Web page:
Russia who emigrated to the U.S. while very young. He attended the Paris Conservatory
of Music on the strength of a scholarship and in 1924 won the esteemed
first prize awarded for music.
He went on to attend and graduate from Juilliard. At the age of 17, he performed in
concert at Aeolian Hall in New
He later went
on to become the assistant/associate concertmaster with the NBC Symphony
Orchestra, conducted by Arturo Toscanini, and occupied the first violin
chair of WQXR’s string quartet for a
quarter of a century. In
addition to this, he found time to serve the Brooklyn Philharmonic in the
capacity of concertmaster and was a violinist with the Hofstra
Quartet for over a decade and a half.
April 1941, he premiered Dmitri Shostakovich’s “Piano Quintet
in G minor, Op. 57” in the U.S. as a member of the
Stuyvesant Quartet. He was also
an arranger and there is still sheet music available online dating from
about 1945 of his transcription of Dmitri Shostakovich’s “Three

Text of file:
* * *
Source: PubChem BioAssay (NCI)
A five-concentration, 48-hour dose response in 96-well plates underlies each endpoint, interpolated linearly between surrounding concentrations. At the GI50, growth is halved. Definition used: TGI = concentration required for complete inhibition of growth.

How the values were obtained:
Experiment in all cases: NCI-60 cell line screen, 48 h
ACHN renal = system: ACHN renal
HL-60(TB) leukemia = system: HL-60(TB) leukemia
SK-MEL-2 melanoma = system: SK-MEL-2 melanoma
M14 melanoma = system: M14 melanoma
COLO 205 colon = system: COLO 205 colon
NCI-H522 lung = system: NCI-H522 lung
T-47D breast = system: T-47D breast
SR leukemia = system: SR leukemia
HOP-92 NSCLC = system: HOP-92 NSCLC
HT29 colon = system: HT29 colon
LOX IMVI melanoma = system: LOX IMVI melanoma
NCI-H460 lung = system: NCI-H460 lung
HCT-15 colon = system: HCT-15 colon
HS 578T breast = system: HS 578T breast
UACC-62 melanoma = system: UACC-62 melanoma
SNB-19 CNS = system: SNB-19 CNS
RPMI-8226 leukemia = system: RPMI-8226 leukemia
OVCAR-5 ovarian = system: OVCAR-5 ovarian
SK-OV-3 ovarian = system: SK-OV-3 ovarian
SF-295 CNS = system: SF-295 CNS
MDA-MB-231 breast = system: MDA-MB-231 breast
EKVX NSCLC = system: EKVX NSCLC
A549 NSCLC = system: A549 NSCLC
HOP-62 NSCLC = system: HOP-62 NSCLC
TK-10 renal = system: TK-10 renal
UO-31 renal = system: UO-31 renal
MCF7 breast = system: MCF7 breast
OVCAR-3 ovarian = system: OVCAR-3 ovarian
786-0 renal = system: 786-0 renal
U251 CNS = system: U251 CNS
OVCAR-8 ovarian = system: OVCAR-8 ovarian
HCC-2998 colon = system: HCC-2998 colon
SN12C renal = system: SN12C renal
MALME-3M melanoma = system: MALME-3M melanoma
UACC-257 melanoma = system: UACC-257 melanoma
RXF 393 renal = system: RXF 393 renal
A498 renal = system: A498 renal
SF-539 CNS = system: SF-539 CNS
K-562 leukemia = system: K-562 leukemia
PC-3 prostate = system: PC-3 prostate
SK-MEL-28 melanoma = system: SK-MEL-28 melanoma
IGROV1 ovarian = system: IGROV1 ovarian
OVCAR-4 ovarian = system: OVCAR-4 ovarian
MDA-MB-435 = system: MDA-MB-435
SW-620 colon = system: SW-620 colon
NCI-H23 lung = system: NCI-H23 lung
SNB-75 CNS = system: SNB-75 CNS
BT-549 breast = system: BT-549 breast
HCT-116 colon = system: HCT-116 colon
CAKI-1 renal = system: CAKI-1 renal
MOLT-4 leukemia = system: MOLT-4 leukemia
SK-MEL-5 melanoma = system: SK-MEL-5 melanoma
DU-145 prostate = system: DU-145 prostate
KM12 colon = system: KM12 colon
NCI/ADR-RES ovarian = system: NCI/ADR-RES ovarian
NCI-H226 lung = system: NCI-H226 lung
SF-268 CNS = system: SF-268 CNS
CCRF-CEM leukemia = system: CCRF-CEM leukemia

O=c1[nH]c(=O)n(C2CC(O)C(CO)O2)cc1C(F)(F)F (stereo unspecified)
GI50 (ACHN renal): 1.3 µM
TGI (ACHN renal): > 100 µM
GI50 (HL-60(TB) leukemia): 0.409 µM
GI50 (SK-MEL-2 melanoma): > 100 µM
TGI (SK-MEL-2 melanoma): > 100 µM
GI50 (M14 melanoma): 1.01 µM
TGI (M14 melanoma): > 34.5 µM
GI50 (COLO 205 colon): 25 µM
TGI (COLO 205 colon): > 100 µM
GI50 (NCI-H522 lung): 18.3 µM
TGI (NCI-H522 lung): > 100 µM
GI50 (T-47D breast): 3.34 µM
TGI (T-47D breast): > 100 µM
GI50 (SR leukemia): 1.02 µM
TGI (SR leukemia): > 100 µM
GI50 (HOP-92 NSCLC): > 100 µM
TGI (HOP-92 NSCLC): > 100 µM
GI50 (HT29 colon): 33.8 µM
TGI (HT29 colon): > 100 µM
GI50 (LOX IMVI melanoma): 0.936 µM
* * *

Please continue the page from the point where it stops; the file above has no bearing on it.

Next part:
Fantastic Dances, Op. 5” for piano and violin. He was also a member of the New
Friends of Rhythm and there is an album available of their 1939-1947 Performances.
As his career
evolved, he became busier and busier in the recording studios. Some of the recordings he appeared
on the 1950s include Harry Belafonte’s “Man Piaba”
and Perry Como’s “Come Rain or Come Shine” and “May
the Good Lord Bless and Keep You”. He also got some steady work on
television’s Your Show of Shows. In the 1960s, he worked with jazz
artists such as Tony Bennett, Paul Desmond, Stan Getz, J.J. Johnson, Wes
Montgomery, Walter Wanderley, and Kai
Winding. In the 1970s, he
appeared on more experimental fare such as Deodato’s
Whirlwinds and Alice
Coltrane’s Reflection on
Creation and Space.
with whom he worked include Patti Austin, George Benson, Frederick Fennell,
Rupert Holmes, Bob James, Eartha Kitt, Lotte Lenya, Stevie
Nicks, Ray Peterson, Johnnie Ray, Neil Sedaka,
Frank Sinatra, Stanley Turrentine, Phil Upchurch,
Harold Vick, and Grover Washington, Jr.
musician and teacher, Harry passed away on 6th October 1996 at Manhattan’s
Jewish Home and Hospital for the Aged.
lives on, however, on CDs such as The
Best of Patti Austin, The
Essential Harry Belafonte, Getz
for Lovers, Restoration: The Best of Bob James, and
Grover Washington, Jr.’s Ultimate Collection.
Frank Sinatra recordings
That's What God Looks Like To Me (Stan Irvin/Lan
49233 (XNY2101S) (US 45)
Theme from "New York, New York" (Fred Ebb/John Kander)
RPS49233 (XNY 2103 S) (US 45)